sufficient to render these above-referenced cases inapplicable,
and the motion must be denied.
Judgment on the Issue of HANO’s Damages arising out of Work
Completed by Colmex
Liberty and Parkcrest argue that any damages they potentially
owe to HANO should not be based on the amount that HANO agreed to
pay Colmex to complete the Project.
Liberty and Parkcrest argue
that HANO violated the Louisiana Public Bid Law, Louisiana Revised
Statutes § 38:2211, et seq., by accepting Colmex’s bid, which used
the wrong unit price form.
Because of this violation, Liberty and
Parkcrest argue that any damages to which HANO may be entitled
should be limited to quantum meruit.
There is no genuine dispute that HANO violated the Public Bid
Louisiana Revised Statute § 38:2212(A)(1)(a) requires a public
entity such as HANO to “advertise and let by contract to the
lowest responsible and responsive bidder who bid according to the
bidding documents as advertised, and no such public work shall be
done except as provided in this Part.”
This statute requires that
a bid be in strict compliance with the advertisement for the bid,
and no provision stated in the advertisement for bid may be waived
by the public entity.
Hamp's Const., L.L.C. v. City of New
Orleans, 2005-0489 (La. 2/22/06), 924 So. 2d 104, 110 (noting that
“the public entity should not include any requirements in its
advertisement for bids or bid form that it considers insignificant
or waivable, because once included, these requirements are nonwaivable as a matter of law”).
Any contract entered into in
violation of the Public Bid Law is “null and void.”
After Liberty and Parkcrest were removed from the Project,
HANO issued an invitation for bids to complete the Project on
August 12, 2016.
This bid invitation instructed all bidders to
break down the pricing of their bids into separate unit prices
using a Unit Price Form (“original Unit Price Form”).
invitation also stated a public bid range of $1.3 to $1.7 million.
On September 1, 2016, HANO issued an addendum in connection with
the Bid Documents which included a “Revised Unit Price Form” and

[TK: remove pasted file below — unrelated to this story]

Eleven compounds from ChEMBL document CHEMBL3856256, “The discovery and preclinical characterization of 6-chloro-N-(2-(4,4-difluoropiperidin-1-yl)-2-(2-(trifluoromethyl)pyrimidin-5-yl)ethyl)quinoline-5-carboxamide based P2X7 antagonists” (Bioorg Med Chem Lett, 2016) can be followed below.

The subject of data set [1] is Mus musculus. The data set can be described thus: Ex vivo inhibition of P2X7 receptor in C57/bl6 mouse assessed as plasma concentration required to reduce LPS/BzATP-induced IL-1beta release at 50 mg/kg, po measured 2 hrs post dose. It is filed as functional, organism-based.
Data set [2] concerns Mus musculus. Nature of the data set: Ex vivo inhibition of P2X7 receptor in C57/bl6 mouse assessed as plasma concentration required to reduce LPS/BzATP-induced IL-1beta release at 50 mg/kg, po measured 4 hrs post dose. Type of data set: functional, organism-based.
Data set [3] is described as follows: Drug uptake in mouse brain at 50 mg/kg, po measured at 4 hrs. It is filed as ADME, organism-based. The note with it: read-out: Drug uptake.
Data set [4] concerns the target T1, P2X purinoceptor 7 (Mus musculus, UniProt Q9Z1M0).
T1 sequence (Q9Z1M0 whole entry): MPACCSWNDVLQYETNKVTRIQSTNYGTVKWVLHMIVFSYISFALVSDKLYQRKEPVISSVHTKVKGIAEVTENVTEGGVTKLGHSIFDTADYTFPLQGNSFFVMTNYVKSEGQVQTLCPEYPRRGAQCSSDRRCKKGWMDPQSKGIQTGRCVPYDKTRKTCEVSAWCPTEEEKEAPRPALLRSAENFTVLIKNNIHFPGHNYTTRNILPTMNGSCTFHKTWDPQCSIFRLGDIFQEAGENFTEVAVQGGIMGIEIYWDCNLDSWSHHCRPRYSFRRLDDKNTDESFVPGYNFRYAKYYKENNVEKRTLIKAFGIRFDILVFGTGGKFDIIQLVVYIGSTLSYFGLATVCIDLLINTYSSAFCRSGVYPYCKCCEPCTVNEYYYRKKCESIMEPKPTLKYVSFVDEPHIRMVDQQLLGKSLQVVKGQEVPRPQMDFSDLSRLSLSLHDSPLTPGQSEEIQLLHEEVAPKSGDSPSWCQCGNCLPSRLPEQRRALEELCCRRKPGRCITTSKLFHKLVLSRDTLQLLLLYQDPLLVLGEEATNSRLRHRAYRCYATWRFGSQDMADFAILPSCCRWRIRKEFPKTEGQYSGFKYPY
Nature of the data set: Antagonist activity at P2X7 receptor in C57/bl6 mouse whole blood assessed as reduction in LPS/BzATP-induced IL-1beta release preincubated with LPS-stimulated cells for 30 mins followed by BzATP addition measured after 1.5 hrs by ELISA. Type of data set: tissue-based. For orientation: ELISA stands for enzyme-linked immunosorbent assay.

instructed all bidders to use the Revised Unit Price Form rather
than the original Unit Price Form.
Despite this directive, Colmex
used the Original Unite Price Form in its bid.
As a result, Colmex
included a price for three items that were not listed in the
unrequested bidding. 10
On October 4, 2016, HANO and Colmex entered
into the Completion Contract at Colmex’s requested price of $1.7
million and on November 16, 2016, Colmex was directed to proceed
with the work.
Because Colmex used the wrong Unit Price Form, its
bid was defective. Thus, there is no question that HANO violated
the Public Bid Law by accepting Colmex’s defective bid.
But this is not the end of the inquiry.
Section 2220 provides
a framework for “the attorney general, or any interested party” to
have a contract that violates the Public Bid Law deemed null.
Colmex included the following unit prices: $890.00 to “Remove and Adjust
Existing Cleanout and Concrete Pad to New Grade”; $128,040.00 to “Add Fill,
Regrade Area to Provide Positive Drainage and Re-Sod”; and $31,520.00 to
“Remove, Replace Existing Light Pole Base and Re-Install Light Poles.”
The district attorney in whose district a violation of
this Part occurs, the attorney general, or any
interested party may bring suit in the district court
through summary proceeding to enjoin the award of a
contract or to seek other appropriate injunctive relief
to prevent the award of a contract which would be in
violation of this Part, or through ordinary proceeding
to seek appropriate remedy to nullify a contract entered
into in violation of this Part.
§ 38:2220(B) (amended 1990). Although the statute does not provide
a prescriptive period within which a movant must request relief,
Louisiana courts have put outer limits on when such an action is
Parkcrest are not timely and should be denied.
The Court agrees.
The seminal case on the timeliness requirement under section
2220 is Airline Construction Company, Inc. v. Ascension Parish
568 So. 2d 1029 (La. 1990).
In Airline, the
Louisiana Supreme Court stated that “an unsuccessful bidder on a
rejection of its bid must seek injunctive relief at a time when
the grounds for attacking the wrongful award of the contract were
known or knowable to the bidder and when corrective action as a
practical matter can be taken by the public body.”
Id. at 1035.
The court also noted that “an unsuccessful bidder should not be
allowed to sit on its knowledge of the violation” until so much
time has passed that the public agency can no longer remedy it.
Id. at 1034-35.
Although Airline was decided when section 2220(B)
relief, 11 courts have applied its timeliness requirements to the
statute as it currently exists.
See MBA Med., Inc. v. Jefferson
Par. Hosp. Serv., 97-997 (La. App. 5 Cir. 1/27/98), 707 So. 2d
467, 470 (noting that Airline’s “rule of law has been applied to